Welcome to Shelf Control — an original feature created and hosted by Bookshelf Fantasies.
Shelf Control is a weekly celebration of the unread books on our shelves. Pick a book you own but haven’t read, write a post about it (suggestions: include what it’s about, why you want to read it, and when you got it), and link up! For more info on what Shelf Control is all about, check out my introductory post, here.
Want to join in? Shelf Control posts go up every Wednesday. See the guidelines at the bottom of the post, and jump on board!
Title: A Song For a New Day
Author: Sarah Pinsker
Length: 384 pages
What it’s about (synopsis via Goodreads):
In this captivating science fiction novel from an award-winning author, public gatherings are illegal making concerts impossible, except for those willing to break the law for the love of music, and for one chance at human connection.
In the Before, when the government didn’t prohibit large public gatherings, Luce Cannon was on top of the world. One of her songs had just taken off and she was on her way to becoming a star. Now, in the After, terror attacks and deadly viruses have led the government to ban concerts, and Luce’s connection to the world—her music, her purpose—is closed off forever. She does what she has to do: she performs in illegal concerts to a small but passionate community, always evading the law.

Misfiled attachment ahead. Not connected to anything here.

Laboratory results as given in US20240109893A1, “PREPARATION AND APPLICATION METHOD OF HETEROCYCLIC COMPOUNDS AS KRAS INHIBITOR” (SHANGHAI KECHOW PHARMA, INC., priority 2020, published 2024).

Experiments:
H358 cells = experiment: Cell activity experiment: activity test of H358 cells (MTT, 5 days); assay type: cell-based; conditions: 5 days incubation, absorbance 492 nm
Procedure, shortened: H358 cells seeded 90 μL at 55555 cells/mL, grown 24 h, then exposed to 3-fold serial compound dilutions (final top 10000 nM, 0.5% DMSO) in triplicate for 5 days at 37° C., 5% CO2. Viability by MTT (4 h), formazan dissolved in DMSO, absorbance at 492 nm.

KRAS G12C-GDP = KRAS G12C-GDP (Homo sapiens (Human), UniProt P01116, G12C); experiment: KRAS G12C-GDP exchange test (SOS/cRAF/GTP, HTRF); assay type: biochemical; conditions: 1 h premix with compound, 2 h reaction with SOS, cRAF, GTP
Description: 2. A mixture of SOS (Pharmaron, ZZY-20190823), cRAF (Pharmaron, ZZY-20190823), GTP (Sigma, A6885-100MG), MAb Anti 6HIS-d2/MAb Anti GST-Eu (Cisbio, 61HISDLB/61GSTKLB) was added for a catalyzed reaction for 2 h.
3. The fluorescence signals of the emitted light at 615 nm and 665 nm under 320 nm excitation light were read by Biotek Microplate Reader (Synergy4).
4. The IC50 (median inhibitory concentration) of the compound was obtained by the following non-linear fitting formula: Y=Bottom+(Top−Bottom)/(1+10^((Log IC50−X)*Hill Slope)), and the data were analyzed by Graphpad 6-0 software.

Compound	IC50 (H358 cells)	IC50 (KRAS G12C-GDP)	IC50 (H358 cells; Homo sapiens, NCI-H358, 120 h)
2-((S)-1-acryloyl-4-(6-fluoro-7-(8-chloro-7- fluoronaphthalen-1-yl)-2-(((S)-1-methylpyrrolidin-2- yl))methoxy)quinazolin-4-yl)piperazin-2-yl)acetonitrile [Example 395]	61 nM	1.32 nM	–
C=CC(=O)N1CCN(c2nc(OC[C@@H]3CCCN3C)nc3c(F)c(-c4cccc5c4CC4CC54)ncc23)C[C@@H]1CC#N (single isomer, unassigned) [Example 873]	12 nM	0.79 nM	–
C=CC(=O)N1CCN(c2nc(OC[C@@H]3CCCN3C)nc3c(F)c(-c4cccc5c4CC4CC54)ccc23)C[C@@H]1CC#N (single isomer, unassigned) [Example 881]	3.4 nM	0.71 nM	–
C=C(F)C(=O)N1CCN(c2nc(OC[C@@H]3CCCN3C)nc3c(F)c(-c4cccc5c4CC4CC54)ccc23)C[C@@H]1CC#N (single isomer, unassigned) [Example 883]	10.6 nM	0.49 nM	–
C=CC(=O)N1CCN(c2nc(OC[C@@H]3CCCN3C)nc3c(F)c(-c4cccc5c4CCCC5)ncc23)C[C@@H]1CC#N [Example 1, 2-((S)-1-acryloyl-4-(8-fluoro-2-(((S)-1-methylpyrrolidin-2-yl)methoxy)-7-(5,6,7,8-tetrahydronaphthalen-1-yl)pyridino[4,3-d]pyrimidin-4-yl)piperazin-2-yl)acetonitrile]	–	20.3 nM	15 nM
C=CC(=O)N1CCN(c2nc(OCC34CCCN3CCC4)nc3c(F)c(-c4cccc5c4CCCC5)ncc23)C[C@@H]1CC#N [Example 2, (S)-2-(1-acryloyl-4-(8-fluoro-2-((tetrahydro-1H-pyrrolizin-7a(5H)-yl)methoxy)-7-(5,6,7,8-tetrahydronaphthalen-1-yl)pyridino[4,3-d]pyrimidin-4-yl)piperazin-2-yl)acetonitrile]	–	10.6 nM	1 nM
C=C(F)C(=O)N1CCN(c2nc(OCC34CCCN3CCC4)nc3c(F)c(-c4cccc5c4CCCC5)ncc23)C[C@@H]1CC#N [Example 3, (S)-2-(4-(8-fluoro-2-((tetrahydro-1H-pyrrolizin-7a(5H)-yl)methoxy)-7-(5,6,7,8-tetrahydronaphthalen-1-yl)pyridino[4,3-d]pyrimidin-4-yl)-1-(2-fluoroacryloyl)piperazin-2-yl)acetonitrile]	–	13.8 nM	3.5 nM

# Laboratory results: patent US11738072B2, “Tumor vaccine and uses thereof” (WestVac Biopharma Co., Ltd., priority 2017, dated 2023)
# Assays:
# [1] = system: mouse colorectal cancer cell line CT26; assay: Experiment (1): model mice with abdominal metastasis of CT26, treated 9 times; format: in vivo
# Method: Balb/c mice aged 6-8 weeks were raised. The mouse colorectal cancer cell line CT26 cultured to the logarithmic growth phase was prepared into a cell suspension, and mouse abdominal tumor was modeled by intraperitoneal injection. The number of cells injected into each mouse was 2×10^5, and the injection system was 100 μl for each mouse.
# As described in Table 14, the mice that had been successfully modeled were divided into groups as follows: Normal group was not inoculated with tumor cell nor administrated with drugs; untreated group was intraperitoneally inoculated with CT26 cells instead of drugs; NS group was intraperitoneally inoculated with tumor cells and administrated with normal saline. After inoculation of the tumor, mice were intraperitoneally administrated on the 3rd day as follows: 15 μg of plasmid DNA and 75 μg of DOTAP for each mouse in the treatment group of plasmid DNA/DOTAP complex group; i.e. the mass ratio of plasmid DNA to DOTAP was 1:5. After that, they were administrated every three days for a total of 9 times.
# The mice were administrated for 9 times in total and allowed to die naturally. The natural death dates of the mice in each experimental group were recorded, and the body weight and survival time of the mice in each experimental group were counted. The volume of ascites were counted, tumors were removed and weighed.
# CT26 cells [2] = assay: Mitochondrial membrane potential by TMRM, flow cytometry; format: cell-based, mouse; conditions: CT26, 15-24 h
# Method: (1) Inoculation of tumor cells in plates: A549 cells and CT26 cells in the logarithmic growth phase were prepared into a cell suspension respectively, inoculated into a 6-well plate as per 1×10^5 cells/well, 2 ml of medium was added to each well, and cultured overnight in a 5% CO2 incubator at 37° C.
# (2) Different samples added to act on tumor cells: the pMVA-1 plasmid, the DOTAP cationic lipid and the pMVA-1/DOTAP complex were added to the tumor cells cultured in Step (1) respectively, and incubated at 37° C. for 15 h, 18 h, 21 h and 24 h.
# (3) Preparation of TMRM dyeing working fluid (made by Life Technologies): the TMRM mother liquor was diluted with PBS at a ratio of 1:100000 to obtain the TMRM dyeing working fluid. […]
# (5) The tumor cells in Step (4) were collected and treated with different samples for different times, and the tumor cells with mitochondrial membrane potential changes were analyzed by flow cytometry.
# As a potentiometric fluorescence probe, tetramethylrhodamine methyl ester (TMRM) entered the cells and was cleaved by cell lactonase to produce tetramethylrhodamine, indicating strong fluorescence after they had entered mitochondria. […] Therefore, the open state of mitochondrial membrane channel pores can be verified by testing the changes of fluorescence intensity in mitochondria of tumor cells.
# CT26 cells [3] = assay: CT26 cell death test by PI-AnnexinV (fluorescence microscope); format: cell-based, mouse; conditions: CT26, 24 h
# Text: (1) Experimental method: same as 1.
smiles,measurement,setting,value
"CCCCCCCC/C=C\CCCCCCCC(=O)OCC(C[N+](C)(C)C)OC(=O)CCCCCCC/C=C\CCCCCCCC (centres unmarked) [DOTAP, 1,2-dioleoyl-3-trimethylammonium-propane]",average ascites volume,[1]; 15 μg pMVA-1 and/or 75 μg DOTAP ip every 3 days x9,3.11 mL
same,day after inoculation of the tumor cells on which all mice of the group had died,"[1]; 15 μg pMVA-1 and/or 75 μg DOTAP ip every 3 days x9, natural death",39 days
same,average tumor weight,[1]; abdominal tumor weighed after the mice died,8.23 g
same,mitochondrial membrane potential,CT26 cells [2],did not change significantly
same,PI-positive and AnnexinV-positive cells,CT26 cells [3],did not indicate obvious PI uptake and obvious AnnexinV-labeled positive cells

Rosemary Laws barely remembers the Before times. She spends her days in Hoodspace, helping customers order all of their goods online for drone delivery—no physical contact with humans needed. By lucky chance, she finds a new job and a new calling: discover amazing musicians and bring their concerts to everyone via virtual reality. The only catch is that she’ll have to do something she’s never done before and go out in public. Find the illegal concerts and bring musicians into the limelight they deserve. But when she sees how the world could actually be, that won’t be enough.
How and when I got it:
I bought the Kindle edition over a year ago.
Why I want to read it:
I first heard about this book when it won the 2019 Nebula Award for best novel, and must have grabbed a copy when there was a price break at some point after that. At the time of its release and award spree, I thought it sounded like a fascinating dystopian read, but not necessarily something that felt connected to real life.
Whoo boy. Fast forward to our ongoing pandemic, and this book feels practically prescient! Not leaving the house, not being out in public, bans on gatherings, no concerts? Check, check, check, and check!
Granted, the circumstances in the book are different… but not all that different, if deadly viruses are part of what triggers this sort of shutdown.
I’m still curious about this book and would like to read it, but I’ve also pretty consistently shied away from books that feel too closely connected to pandemics, so my reader instincts on this one are very mixed. On the one hand, I do think it sounds great! But on the other hand, now might not be the best time.
What do you think? Would you read this book?
Please share your thoughts!
Want to participate in Shelf Control? Here’s how:
- Write a blog post about a book that you own that you haven’t read yet.
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